The algal species used in this study (Table 1) were selected due to their natural abundance in local aquaculture systems or intertidal reefs around Townsville, QLD, Australia, and their potential to be cultured under controlled conditions.

Seven of the algae used in this study (Caulerpa lentillifera, C. taxifolia, Cladophora patentiramea, Ulva sp 3., Ulva ohnoi, Derbesia tenuissima and Oedogonium sp.) were maintained as isolated species at James Cook University, QLD, Australia. Tarong polyculture, a polyculture of freshwater microalgae, was sourced from MBD Energy Ltd., Townsville, QLD. The remaining five species of algae were collected from natural sources near Townsville, QLD.

The marine macroalgal biomass used in this study was initially washed in clean, fresh seawater for 2 minutes to minimize the amount of fouling organisms and silt and then rinsed thoroughly in dechlorinated freshwater for 1 minute to remove residual salt. Freshwater macroalgae were thoroughly rinsed in dechlorinated water immediately after collection. Washed algal biomass was placed in 100 μm mesh for excess water removal by centrifuge

Table 1. Chemical composition of the 15 species used this study (g/kg DM unless stated otherwise).

at 1000 rpm for 6 minutes in a commercial washing machine and then stored at −10.0˚C. Prior to the experiments algae were freeze dried in a SP Industries VirTis K bench top freeze-drier (Warminster, PA). Dried material was stored in sealed poly bags at −10.0˚C.

2.2. Donor Animals and Preparation of Rumen Fluid Inoculum

Rumen fluid was obtained from two rumen fistulated Brahman (Bos indicus) steers (505 ± 7 kg) preconditioned ad libitum for two weeks with Rhodes grass (Chloris gayana) hay typical of feeding in tropical QLD, Australia. The Rhodes grass contained on a g/kg dry matter (DM) basis: organic matter (OM), 920; crude protein (CP), 107; neutral detergent fibre (NDF), 672; and acid detergent fibre (ADF), 467. The animals were maintained according to the guidelines of the Australian Code of Practice for the care and use of Animals for Scientific Purposes [20].

Rumen digesta was collected (1.5 L from each steer) with a manual suction apparatus into insulated, preheated (39˚C) thermal flasks according to [21]. Fibrous material from the rumen mat from forward, posterior, and lateral regions was included at approximately 10% of the 3 L collection volume. The pooled rumen fluid was blended at high speed for 30 seconds to ensure solid phase associated bacteria were distributed throughout the inoculum [22] and filtered through a 1 mm sieve and maintained anaerobic under a stream of N2.

2.3. Experimental Design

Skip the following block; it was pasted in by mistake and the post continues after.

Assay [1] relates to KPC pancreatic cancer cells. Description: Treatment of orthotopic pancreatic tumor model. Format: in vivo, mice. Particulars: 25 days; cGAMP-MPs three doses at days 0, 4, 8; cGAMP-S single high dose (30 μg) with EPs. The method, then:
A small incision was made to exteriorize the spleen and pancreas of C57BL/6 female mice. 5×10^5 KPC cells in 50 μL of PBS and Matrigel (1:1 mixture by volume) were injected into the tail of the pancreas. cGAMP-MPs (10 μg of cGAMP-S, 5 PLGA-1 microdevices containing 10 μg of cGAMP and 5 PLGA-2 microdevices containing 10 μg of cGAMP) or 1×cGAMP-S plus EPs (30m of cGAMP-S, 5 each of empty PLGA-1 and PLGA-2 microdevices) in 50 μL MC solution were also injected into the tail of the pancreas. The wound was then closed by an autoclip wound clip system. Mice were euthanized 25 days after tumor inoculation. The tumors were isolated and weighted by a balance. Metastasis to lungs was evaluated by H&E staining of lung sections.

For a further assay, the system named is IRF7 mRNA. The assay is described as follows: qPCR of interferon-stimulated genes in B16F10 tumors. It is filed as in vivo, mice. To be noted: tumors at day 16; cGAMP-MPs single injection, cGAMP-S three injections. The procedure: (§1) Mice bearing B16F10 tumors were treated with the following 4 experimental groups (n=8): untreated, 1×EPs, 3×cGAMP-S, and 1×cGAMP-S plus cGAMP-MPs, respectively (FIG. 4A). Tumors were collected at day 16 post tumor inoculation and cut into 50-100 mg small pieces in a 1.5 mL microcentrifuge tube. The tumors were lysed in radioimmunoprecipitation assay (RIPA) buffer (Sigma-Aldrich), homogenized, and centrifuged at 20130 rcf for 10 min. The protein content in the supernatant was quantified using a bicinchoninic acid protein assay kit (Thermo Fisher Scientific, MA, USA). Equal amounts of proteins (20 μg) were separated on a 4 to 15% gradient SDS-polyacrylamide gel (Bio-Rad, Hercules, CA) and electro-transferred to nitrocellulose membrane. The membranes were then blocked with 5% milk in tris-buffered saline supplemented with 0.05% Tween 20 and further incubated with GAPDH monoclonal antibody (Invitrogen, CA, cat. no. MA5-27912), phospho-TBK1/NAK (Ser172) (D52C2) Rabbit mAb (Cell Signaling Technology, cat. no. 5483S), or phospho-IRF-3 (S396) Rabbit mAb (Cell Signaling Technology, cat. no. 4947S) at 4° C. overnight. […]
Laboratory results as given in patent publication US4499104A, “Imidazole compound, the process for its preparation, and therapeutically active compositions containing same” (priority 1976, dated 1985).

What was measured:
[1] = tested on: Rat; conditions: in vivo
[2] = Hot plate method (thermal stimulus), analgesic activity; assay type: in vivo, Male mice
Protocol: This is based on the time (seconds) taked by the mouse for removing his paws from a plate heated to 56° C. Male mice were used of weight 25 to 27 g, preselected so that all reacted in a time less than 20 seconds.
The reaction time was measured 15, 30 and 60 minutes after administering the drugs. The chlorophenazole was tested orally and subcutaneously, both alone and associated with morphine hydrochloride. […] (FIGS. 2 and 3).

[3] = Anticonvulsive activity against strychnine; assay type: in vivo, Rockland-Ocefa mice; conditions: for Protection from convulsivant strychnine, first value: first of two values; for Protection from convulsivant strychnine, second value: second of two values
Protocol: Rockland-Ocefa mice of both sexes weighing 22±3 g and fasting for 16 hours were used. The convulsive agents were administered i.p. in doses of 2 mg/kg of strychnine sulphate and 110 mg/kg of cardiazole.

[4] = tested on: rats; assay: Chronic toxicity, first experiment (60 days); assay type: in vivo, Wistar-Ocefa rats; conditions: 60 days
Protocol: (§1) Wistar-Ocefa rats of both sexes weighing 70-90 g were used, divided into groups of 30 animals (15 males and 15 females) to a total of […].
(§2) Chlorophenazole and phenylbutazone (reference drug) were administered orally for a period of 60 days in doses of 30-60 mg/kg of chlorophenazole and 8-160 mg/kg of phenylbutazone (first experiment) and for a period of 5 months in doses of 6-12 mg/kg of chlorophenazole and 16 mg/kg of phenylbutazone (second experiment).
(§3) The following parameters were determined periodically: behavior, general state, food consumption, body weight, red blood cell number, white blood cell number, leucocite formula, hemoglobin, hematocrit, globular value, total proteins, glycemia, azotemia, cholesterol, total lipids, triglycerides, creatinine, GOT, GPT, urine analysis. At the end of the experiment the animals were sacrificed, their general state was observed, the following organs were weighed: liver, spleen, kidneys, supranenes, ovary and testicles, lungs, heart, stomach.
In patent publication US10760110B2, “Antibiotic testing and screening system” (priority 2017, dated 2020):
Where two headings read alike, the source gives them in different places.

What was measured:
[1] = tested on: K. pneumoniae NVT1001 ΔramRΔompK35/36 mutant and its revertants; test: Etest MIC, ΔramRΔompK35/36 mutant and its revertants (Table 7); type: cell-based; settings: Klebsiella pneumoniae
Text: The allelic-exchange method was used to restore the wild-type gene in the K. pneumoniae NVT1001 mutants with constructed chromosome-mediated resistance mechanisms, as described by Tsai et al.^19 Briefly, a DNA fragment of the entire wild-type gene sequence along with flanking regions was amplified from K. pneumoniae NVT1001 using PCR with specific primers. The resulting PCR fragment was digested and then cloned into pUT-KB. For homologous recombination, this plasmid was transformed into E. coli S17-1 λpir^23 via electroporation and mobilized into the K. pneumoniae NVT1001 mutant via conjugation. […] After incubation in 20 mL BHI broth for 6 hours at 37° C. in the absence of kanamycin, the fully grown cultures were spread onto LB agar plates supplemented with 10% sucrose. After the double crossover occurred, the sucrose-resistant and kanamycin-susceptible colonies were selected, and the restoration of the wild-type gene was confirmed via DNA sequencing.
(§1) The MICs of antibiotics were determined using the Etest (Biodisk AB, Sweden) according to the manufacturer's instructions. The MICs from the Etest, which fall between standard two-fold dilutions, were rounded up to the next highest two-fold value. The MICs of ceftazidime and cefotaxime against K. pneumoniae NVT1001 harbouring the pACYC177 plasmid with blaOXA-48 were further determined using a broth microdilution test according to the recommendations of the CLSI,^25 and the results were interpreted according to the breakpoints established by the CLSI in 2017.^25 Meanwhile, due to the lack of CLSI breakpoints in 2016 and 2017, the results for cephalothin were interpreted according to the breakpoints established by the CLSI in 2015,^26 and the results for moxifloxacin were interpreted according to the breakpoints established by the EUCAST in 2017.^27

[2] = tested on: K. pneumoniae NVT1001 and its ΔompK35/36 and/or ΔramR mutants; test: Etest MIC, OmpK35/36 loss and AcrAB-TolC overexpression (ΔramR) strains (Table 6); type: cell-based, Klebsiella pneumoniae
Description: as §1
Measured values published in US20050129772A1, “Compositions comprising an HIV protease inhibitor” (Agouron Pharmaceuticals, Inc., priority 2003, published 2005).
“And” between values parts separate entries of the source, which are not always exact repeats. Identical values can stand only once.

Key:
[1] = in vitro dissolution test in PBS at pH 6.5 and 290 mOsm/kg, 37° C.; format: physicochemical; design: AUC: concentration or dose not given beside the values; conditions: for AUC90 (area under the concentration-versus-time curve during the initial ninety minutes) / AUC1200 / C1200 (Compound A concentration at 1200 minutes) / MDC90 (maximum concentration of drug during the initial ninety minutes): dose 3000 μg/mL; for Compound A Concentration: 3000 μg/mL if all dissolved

In experiment 1 four consecutive incubations were conducted to screen each species of algae for their effects on ruminal fermentation when 0.20 g (OM basis) of freeze dried algae of each species was incubated for 48 h. A substrate was prepared with 1.00 g OM of the previously described Rhodes grass. Each incubation set was completed with: 1) negative control containing only 1.00 g of Rhodes grass as substrate; 2) positive control (n = 2) containing 1.00 g of the substrate plus 0.02 g of soybean OM (OM 920, CP 558, and NDF 190 g/kg DM respectively), and also containing 0.18 g of sorghum (OM 987, CP 120, NDF 88.7 g/kg DM respectively). Blank incubations (n = 2) were also included.

For experiment 2 the gas production data obtained from experiment 1 combined with the composition and bioactive properties of the algae were used to select four species for assessment of dose response. For each of the selected algae (C. taxifolia, C. trinodis, Oedogonium sp. and Tarong polyculture) five doses (0, 20, 40, 80, 160 mg OM) were added to 1.00 g of the substrate assessed in 72 h incubations in quadruplicate in a Latin square design under conditions described for experiment 1. Each incubation also included blanks (n = 2) and the positive controls (n = 2) as described for experiment 1. Gas production, fermentation lag time, final pH, and final headspace CH4 concentration were monitored.

2.4. In Vitro Incubation

All materials comprising the substrates were oven-dried and passed through a 1 mm sieve, and in vitro incubation was achieved using standard methodology [17,19,23]. Gas production, fermentation lag time, and final pH were monitored. Incubations and gas monitoring were completed with an ANKOM Technology (Macedon, NY) in vitro cumulative gas production system fitted with pressure transducers and gas sample collection ports. Filtered rumen inoculants were mixed with 39˚C anaerobic buffer solution (Kansas state buffer) [16,26] at 25 and 100 mL respectively, in pre-warmed (39˚C) 250 mL Schott (Mainz, Germany) bottles. The treatment incubations contained 1.0 g of substrate OM, and 0.20 g of algae additive and were prepared as previously described.

Bottles were sealed under a N2 atmosphere and incubated at 39˚C in Ratek (Boronia, Australia) model OM11 orbital mixer-incubators. Gas pressure was measured every 60 seconds and cumulative pressure recorded every 20 minutes for 48 h in experiment 1, and 72 h in experiment 2.

2.5. Analytical Methods